Not everyone gets so close up to Big Ben you get this perspective.
We’ve greatly enjoyed the new Freedom magazine. Scientology’s propaganda outlet used to be a lot wackier and in its own way was screamingly funny. For several years it came out only about once a year, and when it did, it was a doozy — issues slammed Marty Rathbun for running his own “cult” (A Posse of Lunatics), or went after Lawrence Wright, Paul Haggis, and The New Yorker (What a Load of Balderdash).
The writing in those issues was slimy and hilarious, and it was quite clear that it had been done to Scientology leader David Miscavige’s exacting standards of ridicule. But then, after about a year with no issues, Freedom reappeared a year ago after a new staff had been assembled in Los Angeles. This new incarnation of Freedom is very entertaining in its earnestness.
As we told you earlier, Luis and Rocio Garcia appealed the ruling by federal Judge James Whittemore granting Scientology’s motion to compel the Garcias to use the church’s arbitration process — even though Whittemore himself admitted that there was significant evidence that the arbitration scheme was a sham and didn’t exist.
We recently saw Jesse Prince in Toronto, and we were struck by how healthy he looked. If you’ve followed his blog, you know that the former high-ranking Scientology executive struggled through cancer treatments which at one point had nearly destroyed his spine. But now, he’s looking great, and he’s back on the scene. He sat down with frequent contributor Jeffrey Augustine recently to talk about his days working at Scientology’s secretive international headquarters. We asked Jeff for a synopsis, and he sent us this…
Recently, members of the Underground Bunker community helped our friend and researcher extraordinaire R.M. Seibert get her hands on some documents regarding a Narconon facility in Fort Collins, Colorado.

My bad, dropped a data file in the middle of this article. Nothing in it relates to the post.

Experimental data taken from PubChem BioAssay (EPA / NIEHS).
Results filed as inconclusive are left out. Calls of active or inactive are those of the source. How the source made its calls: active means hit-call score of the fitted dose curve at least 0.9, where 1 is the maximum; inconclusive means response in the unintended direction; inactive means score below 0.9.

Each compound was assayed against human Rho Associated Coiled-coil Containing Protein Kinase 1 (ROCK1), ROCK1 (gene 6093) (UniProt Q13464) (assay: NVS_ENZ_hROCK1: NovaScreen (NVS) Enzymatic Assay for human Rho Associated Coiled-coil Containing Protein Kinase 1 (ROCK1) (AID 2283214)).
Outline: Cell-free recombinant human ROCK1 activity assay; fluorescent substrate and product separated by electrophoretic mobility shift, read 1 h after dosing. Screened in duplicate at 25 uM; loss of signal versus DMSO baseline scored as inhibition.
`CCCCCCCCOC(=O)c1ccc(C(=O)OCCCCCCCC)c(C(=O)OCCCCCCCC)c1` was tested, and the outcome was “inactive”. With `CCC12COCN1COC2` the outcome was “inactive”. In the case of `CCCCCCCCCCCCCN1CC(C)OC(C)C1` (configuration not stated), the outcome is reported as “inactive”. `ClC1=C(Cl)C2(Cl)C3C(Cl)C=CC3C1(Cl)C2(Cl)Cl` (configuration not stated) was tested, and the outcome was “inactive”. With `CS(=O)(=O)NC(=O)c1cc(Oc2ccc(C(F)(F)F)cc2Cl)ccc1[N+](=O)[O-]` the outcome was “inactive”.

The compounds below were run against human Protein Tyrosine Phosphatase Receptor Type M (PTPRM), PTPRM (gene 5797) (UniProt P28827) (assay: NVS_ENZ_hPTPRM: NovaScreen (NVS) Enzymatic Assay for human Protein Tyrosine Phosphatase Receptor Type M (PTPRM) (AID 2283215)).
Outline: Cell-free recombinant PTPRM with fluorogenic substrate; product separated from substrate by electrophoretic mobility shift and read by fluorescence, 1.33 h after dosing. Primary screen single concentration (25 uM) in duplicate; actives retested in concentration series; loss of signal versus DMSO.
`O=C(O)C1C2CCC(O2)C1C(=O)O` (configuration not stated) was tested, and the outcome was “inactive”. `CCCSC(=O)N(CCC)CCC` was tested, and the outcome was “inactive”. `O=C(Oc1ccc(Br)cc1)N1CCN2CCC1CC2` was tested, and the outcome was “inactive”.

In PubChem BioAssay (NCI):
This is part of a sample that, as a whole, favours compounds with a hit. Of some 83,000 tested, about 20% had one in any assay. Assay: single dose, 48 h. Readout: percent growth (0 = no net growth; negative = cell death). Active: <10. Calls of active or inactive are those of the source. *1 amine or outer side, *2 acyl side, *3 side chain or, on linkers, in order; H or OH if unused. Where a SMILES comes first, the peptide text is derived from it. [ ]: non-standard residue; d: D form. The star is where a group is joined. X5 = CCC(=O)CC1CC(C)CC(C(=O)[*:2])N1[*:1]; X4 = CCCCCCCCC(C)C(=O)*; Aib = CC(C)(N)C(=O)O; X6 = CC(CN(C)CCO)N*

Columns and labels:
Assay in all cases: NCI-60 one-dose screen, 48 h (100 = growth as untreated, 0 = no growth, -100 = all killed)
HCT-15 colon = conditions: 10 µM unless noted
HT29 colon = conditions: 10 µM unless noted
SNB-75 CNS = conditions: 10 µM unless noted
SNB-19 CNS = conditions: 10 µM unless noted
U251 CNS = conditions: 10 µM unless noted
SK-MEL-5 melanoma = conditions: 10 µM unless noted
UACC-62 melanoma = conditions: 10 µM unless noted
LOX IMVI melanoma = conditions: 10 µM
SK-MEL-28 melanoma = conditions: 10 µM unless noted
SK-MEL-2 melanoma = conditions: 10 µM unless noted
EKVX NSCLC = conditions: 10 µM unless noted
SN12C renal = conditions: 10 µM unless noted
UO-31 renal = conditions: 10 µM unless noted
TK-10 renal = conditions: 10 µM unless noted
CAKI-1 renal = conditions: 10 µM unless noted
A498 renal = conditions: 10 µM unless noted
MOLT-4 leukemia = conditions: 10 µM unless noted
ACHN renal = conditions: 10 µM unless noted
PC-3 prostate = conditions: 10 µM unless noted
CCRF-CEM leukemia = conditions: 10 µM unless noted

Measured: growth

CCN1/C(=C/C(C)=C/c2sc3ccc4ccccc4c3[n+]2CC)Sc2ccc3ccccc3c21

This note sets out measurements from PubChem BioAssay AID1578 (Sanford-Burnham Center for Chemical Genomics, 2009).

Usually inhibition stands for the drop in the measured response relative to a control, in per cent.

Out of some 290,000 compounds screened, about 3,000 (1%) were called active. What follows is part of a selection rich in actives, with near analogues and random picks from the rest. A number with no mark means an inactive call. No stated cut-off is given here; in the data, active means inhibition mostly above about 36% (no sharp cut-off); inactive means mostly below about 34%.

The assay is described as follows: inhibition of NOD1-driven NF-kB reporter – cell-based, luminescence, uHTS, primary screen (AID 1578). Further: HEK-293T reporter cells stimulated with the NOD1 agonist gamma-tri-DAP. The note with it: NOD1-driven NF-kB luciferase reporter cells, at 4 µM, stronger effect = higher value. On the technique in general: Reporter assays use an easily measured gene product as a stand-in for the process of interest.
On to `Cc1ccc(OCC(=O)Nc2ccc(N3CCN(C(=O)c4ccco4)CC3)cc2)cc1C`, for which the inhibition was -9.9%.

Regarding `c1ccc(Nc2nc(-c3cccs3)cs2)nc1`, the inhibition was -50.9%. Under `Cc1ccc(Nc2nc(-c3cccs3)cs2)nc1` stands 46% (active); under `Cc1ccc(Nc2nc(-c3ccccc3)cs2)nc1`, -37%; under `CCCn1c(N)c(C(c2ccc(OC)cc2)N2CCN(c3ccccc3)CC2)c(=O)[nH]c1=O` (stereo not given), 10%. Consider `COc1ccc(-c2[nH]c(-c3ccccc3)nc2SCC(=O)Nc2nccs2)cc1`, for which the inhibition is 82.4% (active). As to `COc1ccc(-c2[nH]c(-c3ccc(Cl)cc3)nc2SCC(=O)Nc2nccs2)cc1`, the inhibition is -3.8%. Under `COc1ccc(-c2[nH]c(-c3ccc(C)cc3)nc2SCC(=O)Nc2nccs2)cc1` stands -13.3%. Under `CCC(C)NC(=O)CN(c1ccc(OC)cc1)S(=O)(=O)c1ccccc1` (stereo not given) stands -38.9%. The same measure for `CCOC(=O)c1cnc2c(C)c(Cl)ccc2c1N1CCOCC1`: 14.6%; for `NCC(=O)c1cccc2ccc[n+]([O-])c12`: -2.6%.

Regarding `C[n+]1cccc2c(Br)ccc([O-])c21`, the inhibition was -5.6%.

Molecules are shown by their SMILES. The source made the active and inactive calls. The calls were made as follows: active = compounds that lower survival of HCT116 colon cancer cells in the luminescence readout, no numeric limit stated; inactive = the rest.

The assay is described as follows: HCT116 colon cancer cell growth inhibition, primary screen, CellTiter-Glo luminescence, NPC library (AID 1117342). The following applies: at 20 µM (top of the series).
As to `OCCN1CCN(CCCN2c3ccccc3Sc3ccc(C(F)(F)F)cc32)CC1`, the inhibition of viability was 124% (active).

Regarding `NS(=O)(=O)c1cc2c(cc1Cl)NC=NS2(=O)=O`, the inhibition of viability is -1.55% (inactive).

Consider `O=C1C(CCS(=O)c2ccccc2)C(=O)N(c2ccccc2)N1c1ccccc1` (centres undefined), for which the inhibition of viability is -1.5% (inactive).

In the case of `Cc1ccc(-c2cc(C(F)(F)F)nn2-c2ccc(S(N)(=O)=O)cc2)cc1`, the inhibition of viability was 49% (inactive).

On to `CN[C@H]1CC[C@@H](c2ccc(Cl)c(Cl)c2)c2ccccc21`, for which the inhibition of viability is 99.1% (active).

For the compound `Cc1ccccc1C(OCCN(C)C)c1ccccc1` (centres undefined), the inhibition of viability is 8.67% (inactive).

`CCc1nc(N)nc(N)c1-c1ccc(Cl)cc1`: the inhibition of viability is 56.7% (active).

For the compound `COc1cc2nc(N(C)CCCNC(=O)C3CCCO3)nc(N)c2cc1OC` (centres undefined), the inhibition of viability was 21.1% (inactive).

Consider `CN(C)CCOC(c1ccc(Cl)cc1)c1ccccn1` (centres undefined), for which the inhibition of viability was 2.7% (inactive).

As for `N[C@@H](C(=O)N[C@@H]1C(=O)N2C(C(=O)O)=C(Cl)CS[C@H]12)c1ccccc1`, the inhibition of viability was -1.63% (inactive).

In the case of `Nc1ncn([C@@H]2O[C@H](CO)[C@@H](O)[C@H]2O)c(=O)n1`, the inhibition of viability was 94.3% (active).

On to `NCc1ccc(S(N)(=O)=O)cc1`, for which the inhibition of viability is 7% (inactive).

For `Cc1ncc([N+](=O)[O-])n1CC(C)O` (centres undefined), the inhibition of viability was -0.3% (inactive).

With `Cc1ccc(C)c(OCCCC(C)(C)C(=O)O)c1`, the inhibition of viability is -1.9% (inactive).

The facility, which cleverly calls itself “A Life Worth Living” so it doesn’t carry the (tainted) Narconon brand, is one of many that is being sued by attorney Ryan Hamilton for operating in a deceptive manner.
We’ll never forget when we got the message from Karen de la Carriere in July 2012. She had found out — through the help of Aaron Smith-Levin, we now have learned — that her son, Alexander Jentzsch, had suddenly died at 27.
Alex was not only Karen’s son, but also the son of Heber Jentzsch, who is still the nominal president of the Church of Scientology International (pictured, right).
This week, Nick gives us a fascinating look behind the scenes at Scientology schools, which are used for recruiting children in their early teens into Scientology’s Sea Org after several years of indoctrination. Here’s Aaron’s description of the clip…
We have contributions from two tipsters today that happened to hit on a similar theme — Scientology’s super-secretive entity, the “Church of Spiritual Technology” (CST), and its Space Age underground vaults.
Today, the world knows little Paula Bucholc by another name and for her inspiring life story. We wish you a happy birthday, Paulette Cooper.
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